Habits and change [Car Wash]

Recently an old friend (John Rozycki) sent me this analogy:

I am convinced that our lives change when our habits change, and I have been convinced of the power of regular Reconciliation in my own life. So I would like to encourage you to make reconciliation a spiritual habit in your life.

A couple of weeks ago, I heard a friend speak about it in relation to washing his car. He explained it in this way; if you wash your car every couple of weeks, you tend to take very good care of it. You don’t throw food around in it, and if you see a puddle of mud in the road you go around it. But after a few weeks without a wash, it gets messy on the inside and dirty on the outside, and you become less careful with it. You just throw another piece of trash in the back seat because there is already so much that you won’t notice the extra piece.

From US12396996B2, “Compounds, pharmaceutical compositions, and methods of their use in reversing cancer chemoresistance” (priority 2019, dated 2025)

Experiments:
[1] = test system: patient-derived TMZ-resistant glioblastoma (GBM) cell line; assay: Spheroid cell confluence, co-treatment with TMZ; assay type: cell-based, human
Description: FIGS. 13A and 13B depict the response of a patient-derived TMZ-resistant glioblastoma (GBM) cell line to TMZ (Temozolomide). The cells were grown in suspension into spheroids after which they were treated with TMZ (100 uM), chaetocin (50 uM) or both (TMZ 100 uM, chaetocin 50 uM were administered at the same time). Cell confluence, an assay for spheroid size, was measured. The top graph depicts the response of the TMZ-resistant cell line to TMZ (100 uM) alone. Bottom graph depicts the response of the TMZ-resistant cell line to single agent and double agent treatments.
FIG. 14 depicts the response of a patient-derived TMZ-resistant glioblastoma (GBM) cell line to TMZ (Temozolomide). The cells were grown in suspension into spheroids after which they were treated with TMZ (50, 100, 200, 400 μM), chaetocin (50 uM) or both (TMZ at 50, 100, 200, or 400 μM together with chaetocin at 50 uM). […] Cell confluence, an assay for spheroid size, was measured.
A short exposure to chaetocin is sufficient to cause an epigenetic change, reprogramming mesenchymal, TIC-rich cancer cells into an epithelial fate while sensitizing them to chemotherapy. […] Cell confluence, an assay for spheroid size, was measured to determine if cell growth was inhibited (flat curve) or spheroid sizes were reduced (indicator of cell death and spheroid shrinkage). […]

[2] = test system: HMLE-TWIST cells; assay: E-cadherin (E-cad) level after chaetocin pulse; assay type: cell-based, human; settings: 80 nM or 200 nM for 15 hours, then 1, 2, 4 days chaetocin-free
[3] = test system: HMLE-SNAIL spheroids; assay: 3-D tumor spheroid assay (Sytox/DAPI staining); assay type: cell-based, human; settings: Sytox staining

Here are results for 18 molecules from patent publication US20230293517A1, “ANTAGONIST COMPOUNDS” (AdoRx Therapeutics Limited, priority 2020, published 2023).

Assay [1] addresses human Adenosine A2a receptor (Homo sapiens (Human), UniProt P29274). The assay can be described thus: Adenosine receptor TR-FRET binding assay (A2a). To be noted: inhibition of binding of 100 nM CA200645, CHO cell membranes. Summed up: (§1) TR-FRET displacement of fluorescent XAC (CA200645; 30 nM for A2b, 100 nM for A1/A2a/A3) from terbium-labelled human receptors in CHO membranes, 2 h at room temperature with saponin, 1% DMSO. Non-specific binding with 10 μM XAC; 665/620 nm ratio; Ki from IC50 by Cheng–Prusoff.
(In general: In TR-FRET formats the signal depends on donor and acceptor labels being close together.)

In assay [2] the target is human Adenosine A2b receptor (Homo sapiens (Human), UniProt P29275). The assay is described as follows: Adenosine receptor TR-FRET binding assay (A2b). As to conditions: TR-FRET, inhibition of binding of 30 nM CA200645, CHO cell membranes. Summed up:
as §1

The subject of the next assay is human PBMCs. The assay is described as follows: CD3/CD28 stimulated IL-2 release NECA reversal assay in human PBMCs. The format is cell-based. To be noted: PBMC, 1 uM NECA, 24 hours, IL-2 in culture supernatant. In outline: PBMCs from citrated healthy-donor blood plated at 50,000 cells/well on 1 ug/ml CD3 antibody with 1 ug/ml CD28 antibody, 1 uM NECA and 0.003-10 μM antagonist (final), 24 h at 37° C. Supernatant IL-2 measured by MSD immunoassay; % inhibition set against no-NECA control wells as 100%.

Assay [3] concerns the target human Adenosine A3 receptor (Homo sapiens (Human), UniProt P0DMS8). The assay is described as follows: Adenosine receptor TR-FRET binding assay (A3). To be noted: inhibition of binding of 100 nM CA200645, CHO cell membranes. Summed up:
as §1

Your soul is the same. You go to Reconciliation and it becomes clean and sparkling. But after a few weeks, the little sins begin to pile up, and before you know it, a big sin doesn’t look so bad on top of a pile of small sins. And once you add the big one to the pile, you figure you’ve made a mess already so you might as well really make a mess. Little by little you begin to lose your sense of sin. Before you know it, you are very unhappy, and you don’t really know why. You begin to experience certain restlessness and an anxiety, but you don’t know what is causing it.

 — “Rediscovering Catholicism” by Matthew Kelly, p. 172

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